The Game Changers. The Rule Breakers. The Innovators. Discover some of the fantastic emerging talent showcasing their work at The Other Art Fair’s Virtual Editions.
Berlin-based illustrator and visual artist Ju Schnee has taken over the Virtual Editions with her bold, energetic and vibrant 3-dimensional animations, and today we invite you to step into her studio to learn more about her enticing practice…
Listen beautiful relax classics on our Youtube channel.
Please tell us a little bit about yourself and how you were introduced to Illustration and Visual Art…
Actually, it all started when I was a kid. I’ve been drawing and painting a lot since I was really little and have always been very creative. Throughout my school years, I always knew I wanted to be an artist. Then when I studied Communication Design (BA & MA), I got a little closer to my goal. However, I actually taught myself illustration. I came from a fairly minimalist Graphic Design education and there was no trace of colorful, loud, abstract images in my studies. But when I moved to Berlin after my master’s degree, I took the chance to start my own business as an Illustrator. Since 2019 I have had my own studio in the heart of Berlin, where I not only work on digital campaigns, but also paint and make installations.
Whilst the animations you create are vibrant and energetic, they are also extremely therapeutic, calming and satisfying to watch, with shapes moving seamlessly around one another. Is it a calming process for you creating these animations in your studio?
Absolutely! That’s exactly what I’m trying to achieve. On one hand, I love experimenting with bold colors and textures, but on the other hand, I want to create a calming effect by working with organic shapes and movements.
Which projects are you most proud of and passionate about from your extensive portfolio working with renowned global clients and agencies?
I’m most proud of the projects where I was able to totally let loose and put my signature style into it. Often these aren’t the big money jobs or the most prestigious clients, but there’s a lot of heart in it. One job that is still a fond memory for me today is the murals at The Williamsburg Hotel in NYC. That was at the very beginning of my career and motivated me to keep going. In 2019, I got to participate in a group show for Adidas and built an oversized mobile. That is also one of my favorites.
Which movements have influenced or inspired your work?
I’ve always been very fascinated with old masters and art history. Every era and style has brought something that didn’t exist before. This idea of always reinventing yourself and being a pioneer totally motivated me to create something new myself as well. I like to mix different mediums and don’t want to limit myself to one style. I want to stay open to new ideas and new technologies. Surrealism, Bauhaus and Memphis Design have inspired me a lot. But also Impressionism, Dadaism and Modern Art in general have played a big part in my style evolving the way it has.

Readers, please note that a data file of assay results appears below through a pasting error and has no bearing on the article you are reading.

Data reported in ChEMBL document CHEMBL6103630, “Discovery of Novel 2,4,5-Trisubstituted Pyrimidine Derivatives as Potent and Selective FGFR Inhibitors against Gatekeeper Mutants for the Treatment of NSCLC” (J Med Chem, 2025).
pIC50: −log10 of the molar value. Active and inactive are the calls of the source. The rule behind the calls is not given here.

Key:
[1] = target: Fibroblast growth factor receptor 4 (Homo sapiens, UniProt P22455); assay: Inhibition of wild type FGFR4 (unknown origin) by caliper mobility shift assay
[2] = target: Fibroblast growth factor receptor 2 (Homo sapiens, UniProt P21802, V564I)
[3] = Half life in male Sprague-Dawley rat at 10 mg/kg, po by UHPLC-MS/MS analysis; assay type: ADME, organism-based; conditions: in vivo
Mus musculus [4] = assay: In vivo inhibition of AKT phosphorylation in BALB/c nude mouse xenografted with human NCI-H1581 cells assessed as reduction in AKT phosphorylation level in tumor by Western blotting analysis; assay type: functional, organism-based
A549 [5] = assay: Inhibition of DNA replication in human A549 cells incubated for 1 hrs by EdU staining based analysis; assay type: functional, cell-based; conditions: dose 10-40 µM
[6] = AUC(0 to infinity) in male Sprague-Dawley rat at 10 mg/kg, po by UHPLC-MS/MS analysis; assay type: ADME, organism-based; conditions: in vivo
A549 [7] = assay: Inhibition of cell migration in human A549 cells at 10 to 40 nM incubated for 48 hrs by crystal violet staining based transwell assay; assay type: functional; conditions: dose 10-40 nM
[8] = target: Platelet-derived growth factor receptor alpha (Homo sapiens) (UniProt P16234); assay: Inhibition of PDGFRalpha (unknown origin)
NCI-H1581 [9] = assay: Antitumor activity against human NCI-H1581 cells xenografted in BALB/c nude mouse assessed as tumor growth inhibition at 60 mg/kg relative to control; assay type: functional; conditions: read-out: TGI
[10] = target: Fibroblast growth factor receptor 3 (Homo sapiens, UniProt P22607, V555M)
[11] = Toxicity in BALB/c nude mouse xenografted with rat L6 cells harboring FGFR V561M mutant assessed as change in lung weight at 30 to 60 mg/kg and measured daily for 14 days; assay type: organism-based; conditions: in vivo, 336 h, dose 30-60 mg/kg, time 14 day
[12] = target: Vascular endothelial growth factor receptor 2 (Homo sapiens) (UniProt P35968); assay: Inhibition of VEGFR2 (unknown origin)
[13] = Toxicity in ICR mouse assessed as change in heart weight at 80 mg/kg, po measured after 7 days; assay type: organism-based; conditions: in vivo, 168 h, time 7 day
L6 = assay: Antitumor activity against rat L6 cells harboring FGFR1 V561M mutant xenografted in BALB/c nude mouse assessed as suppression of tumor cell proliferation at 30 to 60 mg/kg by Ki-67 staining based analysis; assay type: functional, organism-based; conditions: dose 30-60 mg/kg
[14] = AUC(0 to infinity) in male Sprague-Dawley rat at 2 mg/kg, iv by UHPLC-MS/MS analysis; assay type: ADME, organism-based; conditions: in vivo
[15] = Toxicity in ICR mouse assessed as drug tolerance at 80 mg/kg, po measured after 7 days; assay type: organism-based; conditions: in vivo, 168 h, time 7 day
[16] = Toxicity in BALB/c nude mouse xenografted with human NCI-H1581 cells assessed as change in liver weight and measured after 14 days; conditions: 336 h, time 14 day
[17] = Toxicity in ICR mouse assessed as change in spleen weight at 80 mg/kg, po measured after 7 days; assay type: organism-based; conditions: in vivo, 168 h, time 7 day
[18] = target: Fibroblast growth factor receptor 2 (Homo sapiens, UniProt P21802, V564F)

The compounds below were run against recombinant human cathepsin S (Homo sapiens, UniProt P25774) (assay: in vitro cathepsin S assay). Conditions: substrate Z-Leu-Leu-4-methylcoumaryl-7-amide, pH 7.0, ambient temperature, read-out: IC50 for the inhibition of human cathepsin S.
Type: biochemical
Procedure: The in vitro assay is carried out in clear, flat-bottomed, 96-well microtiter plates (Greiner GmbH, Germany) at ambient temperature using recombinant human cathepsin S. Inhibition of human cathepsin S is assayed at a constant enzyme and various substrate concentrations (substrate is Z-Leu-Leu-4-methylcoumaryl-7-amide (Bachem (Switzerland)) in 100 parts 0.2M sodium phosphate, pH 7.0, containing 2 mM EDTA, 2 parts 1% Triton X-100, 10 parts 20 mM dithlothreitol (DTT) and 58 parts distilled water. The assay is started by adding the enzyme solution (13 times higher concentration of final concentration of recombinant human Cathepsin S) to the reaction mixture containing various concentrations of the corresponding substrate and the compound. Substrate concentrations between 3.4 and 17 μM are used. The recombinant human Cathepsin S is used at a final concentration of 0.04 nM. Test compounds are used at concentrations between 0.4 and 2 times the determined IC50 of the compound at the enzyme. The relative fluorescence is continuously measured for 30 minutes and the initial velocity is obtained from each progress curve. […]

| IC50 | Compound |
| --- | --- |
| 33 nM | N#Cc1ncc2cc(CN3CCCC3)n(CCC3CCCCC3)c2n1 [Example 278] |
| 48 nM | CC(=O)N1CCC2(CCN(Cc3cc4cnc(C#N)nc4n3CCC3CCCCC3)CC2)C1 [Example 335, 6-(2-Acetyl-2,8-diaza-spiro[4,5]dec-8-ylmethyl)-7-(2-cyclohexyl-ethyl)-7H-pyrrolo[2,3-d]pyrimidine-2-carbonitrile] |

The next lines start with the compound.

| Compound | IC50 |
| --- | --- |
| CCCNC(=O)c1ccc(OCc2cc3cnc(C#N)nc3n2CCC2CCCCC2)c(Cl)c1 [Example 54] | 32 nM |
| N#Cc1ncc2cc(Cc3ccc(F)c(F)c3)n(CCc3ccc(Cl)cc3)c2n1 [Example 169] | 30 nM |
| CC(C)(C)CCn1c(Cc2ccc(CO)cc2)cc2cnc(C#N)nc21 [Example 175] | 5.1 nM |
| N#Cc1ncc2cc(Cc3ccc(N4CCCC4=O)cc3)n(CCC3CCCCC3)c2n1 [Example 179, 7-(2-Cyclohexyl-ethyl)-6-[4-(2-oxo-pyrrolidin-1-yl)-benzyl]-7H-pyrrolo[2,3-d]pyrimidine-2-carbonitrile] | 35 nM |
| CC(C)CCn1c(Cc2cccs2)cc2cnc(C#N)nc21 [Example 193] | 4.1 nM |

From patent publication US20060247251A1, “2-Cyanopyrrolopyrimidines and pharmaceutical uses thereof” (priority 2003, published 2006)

Can you walk us through your creative process of developing an artwork from an idea into a 3D design?
Regardless of the project, I always start with ideation. In the process, I jot down important thoughts, make initial pencil sketches and mood boards. Then I make a more precise sketch on the iPad and move on to the computer. After that, everything is actually created digitally on the computer and from there I either go back to the canvas (if I’m painting an oil painting) or continue working in various programs. I also often combine my designs with Augmented Reality to create another dimension.
How do you decide on a colour palette for your work?
The color palette always adapts to the subject and client. Often there are certain CI colors that should be considered in the design. These then usually guide me through the project right from the start. Sometimes, however, the color world is completely open and I am allowed to decide on a line. If that’s the case, I let myself be guided by the theme and work with colors that either trigger a certain effect or reflect the content through colorful emotions.
Finally, please tell our audience what they can expect from your Illustration for our Virtual Edition!
The video should present the Virtual Art Fair in a world of its own. As a digital event, there is no specific location where the fair takes place. Instead, there is a digital location created by imagination. It is a good interface between the art that is exhibited and the information that is to be transmitted. An abstract fantasy world that is nevertheless real.
Images of Ju Schnee by: Sandro Jäger